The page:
When the big reveals turn out to be so easily predicted, The Last Letter From Your Lover becomes just another Netflix disappointment. Matching two A-list actresses opposite lesser talented actors doesn’t help. But, the big problem is that the viewer is certain he’s seen it all before. Someone finds old love letters and feels the overwhelming urge to butt into someone else’s private life. And, usually it’s because they have no life of their own. In this case, it would help if Jennifer and Anthony had the sort of interesting lives that we might care to ride along. Yet, even the Riviera can’t help these star-crossed lovers.
The Last Letter jumps back and forth from 1965 to today. As the story opens, Lawrence Sterling intercepts a letter intended for his wife, Jennifer. Just released from the hospital, she has a scar from a recent car crash. Her memory of prior events is spotty, but she reels under the insults and slights of her husband. Only some letters from Anthony O’Hare, found hidden, begin the process of restoring her recollections. Regrets rule the day. Amidst the sumptuous life of the wealthy and connected Stirlings, The Last Letter does its best work intertwining songs that fit the mood. Nancy Sinatra and Marianne Faithfull are just a couple of the entertainers.
For the less well-read among us, including me, Jennifer refers to her lover as Boot. That is a reference to the 1938 novel by Evelyn Waugh entitled Scoop. As I read the summary of the book, it doesn’t sound that complimentary, but Anthony readily accepts it. Presumably because he knows he’s above his pay grade. Whatever the case, the torrid love letters they exchange far exceed the tepid affair we see onscreen. I give The Last Letter 3.5 Gavels and it receives a 55% Rotten Tomatoes rating with a 6.8/10 IMDb score.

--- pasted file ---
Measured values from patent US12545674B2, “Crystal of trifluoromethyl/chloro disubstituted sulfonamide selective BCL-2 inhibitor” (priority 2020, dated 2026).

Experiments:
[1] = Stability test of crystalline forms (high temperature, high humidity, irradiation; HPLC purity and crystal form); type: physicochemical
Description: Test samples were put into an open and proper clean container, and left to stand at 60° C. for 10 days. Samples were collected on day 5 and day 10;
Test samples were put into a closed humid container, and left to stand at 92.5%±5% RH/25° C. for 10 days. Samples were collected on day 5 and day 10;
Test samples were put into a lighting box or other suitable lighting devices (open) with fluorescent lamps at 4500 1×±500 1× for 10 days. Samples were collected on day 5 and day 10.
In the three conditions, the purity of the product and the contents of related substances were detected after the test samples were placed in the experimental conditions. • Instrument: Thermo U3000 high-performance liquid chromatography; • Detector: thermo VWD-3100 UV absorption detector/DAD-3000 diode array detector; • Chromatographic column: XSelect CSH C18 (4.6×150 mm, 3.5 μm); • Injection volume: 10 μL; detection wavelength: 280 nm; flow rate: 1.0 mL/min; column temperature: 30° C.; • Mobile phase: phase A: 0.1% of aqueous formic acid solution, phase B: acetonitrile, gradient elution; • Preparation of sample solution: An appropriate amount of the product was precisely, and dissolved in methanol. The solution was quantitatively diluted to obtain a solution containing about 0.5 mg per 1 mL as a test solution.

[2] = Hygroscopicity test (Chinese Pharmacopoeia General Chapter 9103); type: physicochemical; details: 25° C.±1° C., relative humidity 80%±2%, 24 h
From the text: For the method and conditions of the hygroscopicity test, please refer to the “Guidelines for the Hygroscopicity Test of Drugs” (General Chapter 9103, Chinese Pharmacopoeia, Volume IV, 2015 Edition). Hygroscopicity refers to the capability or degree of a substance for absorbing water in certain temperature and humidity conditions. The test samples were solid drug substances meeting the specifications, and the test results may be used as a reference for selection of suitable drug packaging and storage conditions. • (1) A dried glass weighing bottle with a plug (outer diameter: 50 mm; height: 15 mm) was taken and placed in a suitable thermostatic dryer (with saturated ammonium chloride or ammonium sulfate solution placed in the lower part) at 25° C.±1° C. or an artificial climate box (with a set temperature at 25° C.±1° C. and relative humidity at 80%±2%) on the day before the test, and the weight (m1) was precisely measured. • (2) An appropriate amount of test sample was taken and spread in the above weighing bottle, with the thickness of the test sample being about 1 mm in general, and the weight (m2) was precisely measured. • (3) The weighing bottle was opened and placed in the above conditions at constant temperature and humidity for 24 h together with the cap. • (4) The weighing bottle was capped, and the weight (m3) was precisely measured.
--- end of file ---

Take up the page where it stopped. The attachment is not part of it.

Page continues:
Ellie Haworth, journalist for the London Chronicle, gets the assignment to write about the longest-serving woman’s editor who just passed. In her possessions, Ellie finds a letter from J. to B. Hints of an illicit affair cause Ellie to head to the archives to find more letters. Bureaucratic archivist Rory is soon bent to the will of Ellie, and others are found. Could J. and B. still be alive? A post office box is the only lead.
Shailene Woodley (Adrift), a Californian by birth, never looks comfortable in 1965 London. As pictured below, is it because they made Jennifer wear a dress on a sailing boat? Similarly, Felicity Jones (The Aeronauts, Midnight Sky) never gets a chance to show off her sparking personality. Is it because she spends so much time in the basement archives? Joe Alwyn (Harriet) should be a strong candidate for the stiffest performance of the year as Lawrence Sterling.
The nickname Boot is introduced at the same time as the Nancy Sinatra/Lee Hazlewood song Summer Wine. I thought the director missed out by not using the Sinatra classic “These Boots Are Made For Walkin’.” The “romance” between J. and Boot was clearly made for walkin’. Besides, people in The Last Letter were a messin’, a lyin’, a samin’, and a playin’. How in the world did they miss that?
“The impression is of a film unwilling to carve out its own identity or subvert any expectations, because it’s operating under the assumption that its target audience will be satisfied by well-worn conventions.” AV Club
“The love stories are still not that interesting and the actors have little chemistry. RogerEbert.com
The critic from North Shore Movies suggests that The Last Letter should be “sent to the dead letter office.” Sadly, a delay of delivery for fifty-plus years is what got us into this mess in the first place. This one’s just okay.